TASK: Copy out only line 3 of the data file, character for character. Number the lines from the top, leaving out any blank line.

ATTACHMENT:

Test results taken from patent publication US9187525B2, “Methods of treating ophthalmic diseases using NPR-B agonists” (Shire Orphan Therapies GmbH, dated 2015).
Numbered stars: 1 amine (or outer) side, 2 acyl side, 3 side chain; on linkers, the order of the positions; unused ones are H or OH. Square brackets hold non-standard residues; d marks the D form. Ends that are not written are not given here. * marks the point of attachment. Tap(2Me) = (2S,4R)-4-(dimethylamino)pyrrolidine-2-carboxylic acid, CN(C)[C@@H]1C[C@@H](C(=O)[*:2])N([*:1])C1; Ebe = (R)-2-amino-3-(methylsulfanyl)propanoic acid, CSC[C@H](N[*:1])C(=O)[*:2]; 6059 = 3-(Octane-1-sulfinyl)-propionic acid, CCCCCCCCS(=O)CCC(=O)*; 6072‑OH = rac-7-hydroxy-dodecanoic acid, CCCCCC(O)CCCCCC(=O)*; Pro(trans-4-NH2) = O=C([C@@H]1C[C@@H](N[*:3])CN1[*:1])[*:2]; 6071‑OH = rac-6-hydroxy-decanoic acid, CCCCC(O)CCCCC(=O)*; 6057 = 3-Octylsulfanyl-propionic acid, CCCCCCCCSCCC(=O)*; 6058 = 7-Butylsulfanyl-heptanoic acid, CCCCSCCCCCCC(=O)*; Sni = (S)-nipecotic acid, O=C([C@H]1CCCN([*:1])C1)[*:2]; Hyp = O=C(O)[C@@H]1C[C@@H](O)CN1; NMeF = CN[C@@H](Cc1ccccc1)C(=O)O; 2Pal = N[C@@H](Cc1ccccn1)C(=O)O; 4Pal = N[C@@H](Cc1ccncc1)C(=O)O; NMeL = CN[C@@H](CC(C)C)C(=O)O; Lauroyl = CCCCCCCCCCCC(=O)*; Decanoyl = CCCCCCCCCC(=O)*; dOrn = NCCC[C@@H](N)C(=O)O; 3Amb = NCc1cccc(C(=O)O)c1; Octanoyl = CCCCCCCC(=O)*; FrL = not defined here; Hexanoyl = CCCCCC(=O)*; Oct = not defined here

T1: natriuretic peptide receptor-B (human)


T1: natriuretic peptide receptor-B (human)